The Deceptive Trade Practices Act (DTPA) was enacted in 1973 to offer consumers broad protection against dishonest sellers of goods and services. The Texas Business and Commerce Code states that the DTPA “shall be liberally construed and applied to promote its underlying purposes, which are to protect consumers against false, misleading, and deceptive business practices, unconscionable actions, and breaches of warranty.” To be actionable under the DTPA, the deceptive act or practice must have been committed in connection with the plaintiff’s purchase or lease of goods or services. The DTPA defines “goods” as purchased or leased tangible chattels or real property, and “services” as any work, labor, or service, but does not include most professional services.
An essential element of a DTPA claim is that the Plaintiff qualifies as a “consumer.” The Act defines a consumer as an individual, partnership, a corporation, the State of Texas, or a subdivision or agency of the State, that seeks or acquires goods or services by purchase or lease. Tex. Bus. & Com. Code § 17.45(4). Because the focus is on the plaintiff’s relationship to the transaction, the plaintiff does not have to prove that a contract existed with the defendant in order to have standing as a consumer.
Prohibited Conduct under the DTPA
In a DTPA suit, a plaintiff must prove that defendant committed a false, misleading, or deceptive act or practice and that plaintiff relied on such act or practice to his own detriment. It is important to note that the plaintiff is not required to prove that the defendant acted knowingly or intentionally. Section 17.46(b) of the Texas Business and Commerce Code sets forth a non-exclusive laundry list of 25 prohibited acts. The following are several acts included in the list:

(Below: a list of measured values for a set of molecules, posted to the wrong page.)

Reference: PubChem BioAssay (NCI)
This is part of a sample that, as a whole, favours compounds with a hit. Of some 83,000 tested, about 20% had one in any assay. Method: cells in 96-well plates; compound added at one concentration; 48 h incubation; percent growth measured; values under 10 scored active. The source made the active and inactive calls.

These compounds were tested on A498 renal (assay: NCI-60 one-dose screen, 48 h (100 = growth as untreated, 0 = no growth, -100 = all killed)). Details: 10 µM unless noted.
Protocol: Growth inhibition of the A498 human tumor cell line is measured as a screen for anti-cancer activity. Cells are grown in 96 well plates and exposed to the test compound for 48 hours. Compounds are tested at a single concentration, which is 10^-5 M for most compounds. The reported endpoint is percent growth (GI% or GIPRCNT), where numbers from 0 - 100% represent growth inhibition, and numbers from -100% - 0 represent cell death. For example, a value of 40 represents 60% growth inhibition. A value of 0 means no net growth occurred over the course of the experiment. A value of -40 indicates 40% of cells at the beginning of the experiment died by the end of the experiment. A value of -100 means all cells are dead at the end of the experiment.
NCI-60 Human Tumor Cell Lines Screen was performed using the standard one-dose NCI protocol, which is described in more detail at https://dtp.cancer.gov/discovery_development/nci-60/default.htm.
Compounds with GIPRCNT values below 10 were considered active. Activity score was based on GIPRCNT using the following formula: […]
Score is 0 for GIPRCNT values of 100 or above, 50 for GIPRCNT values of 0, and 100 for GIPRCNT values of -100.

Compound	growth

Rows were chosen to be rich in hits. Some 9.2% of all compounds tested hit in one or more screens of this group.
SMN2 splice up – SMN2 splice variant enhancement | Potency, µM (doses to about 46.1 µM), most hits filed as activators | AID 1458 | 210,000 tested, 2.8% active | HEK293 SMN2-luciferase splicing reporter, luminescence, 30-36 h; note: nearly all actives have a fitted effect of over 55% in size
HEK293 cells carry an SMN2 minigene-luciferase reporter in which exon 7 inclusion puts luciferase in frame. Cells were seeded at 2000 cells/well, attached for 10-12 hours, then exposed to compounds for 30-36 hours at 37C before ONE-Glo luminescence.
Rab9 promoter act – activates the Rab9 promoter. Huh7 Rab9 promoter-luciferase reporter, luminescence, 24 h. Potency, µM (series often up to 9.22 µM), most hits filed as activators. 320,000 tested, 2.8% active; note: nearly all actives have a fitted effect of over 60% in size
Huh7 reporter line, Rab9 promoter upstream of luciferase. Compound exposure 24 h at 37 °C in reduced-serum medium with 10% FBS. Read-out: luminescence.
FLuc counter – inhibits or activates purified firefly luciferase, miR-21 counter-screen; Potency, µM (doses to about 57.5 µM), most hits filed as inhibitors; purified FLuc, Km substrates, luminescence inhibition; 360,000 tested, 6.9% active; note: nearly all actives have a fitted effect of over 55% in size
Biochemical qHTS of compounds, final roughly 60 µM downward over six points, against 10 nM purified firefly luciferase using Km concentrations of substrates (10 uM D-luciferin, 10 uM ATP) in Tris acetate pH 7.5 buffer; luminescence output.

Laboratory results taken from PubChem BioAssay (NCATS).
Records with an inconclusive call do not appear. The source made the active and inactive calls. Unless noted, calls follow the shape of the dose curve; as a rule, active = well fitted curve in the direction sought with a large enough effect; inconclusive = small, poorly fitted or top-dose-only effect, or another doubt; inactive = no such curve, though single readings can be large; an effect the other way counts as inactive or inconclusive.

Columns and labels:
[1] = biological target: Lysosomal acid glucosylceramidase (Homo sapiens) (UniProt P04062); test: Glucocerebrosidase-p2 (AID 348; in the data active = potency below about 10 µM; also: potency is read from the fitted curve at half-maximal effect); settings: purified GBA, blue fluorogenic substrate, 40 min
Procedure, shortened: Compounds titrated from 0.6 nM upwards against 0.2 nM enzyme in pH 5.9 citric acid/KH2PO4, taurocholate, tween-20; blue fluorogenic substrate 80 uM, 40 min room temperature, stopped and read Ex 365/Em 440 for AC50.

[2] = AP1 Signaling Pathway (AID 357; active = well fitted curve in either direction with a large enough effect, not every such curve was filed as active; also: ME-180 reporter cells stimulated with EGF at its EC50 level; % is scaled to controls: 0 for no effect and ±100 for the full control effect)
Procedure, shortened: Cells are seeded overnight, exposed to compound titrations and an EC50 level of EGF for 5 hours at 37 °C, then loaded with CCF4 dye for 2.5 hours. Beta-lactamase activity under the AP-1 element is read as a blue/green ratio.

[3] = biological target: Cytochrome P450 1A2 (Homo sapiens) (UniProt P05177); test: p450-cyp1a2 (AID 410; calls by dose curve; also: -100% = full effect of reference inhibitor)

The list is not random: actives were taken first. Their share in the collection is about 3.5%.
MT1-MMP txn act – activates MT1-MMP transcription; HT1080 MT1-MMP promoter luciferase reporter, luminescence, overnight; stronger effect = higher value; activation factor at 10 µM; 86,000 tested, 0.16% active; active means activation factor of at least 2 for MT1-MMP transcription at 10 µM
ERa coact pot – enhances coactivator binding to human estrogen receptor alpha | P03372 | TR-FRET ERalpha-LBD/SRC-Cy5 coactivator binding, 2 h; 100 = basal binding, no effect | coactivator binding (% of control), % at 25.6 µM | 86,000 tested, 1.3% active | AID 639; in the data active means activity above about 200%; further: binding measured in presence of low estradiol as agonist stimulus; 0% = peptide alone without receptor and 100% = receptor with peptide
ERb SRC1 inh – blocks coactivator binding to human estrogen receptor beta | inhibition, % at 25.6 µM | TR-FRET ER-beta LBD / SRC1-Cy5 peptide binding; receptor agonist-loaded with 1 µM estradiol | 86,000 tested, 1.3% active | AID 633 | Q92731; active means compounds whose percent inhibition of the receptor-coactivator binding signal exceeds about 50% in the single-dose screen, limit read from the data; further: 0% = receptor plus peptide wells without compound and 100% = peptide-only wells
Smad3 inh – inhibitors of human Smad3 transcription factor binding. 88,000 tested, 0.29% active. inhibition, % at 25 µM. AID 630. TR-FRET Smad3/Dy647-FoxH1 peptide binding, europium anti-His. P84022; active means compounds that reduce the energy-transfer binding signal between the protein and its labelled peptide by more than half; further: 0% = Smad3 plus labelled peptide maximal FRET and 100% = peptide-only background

- Passing off goods or services as those of another
- Representing that goods or services have sponsorship, approval, characteristics, ingredients, uses, benefits or quantities that they do not have
- Representing that goods are original or new if they are deteriorated, reconditioned, used or secondhand
- Representing goods or services are of a particular standard or quality if they are not
- Failing to disclose information about goods or services known at the time of the transaction
Remedies under the DTPA
A consumer can recover economic damages including out-of-pocket damages, lost profits, settlement expenses and lost time. Additionally, a defendant who knowingly or intentionally violates the DTPA may be liable for additional damages. The plaintiff can recover up to three times the amount of economic damages if a defendant acted knowingly, and can recover up to three times the amount of mental anguish damages if the defendant acted intentionally.
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